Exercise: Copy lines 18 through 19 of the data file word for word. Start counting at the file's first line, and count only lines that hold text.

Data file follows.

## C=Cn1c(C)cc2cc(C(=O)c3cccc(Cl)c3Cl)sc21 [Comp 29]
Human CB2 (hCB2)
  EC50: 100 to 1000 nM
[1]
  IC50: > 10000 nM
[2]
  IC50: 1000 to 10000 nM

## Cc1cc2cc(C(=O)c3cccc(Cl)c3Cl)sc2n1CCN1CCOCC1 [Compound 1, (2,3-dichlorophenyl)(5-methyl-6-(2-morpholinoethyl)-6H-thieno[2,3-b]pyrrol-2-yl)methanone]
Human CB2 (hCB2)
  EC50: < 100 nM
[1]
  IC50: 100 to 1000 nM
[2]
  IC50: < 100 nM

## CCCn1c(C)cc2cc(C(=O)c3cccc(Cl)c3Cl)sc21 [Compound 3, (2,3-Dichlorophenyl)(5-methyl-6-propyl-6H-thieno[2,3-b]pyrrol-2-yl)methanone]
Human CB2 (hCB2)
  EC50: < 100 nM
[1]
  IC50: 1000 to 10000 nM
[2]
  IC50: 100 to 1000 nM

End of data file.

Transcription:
[1]
  IC50: 1000 to 10000 nM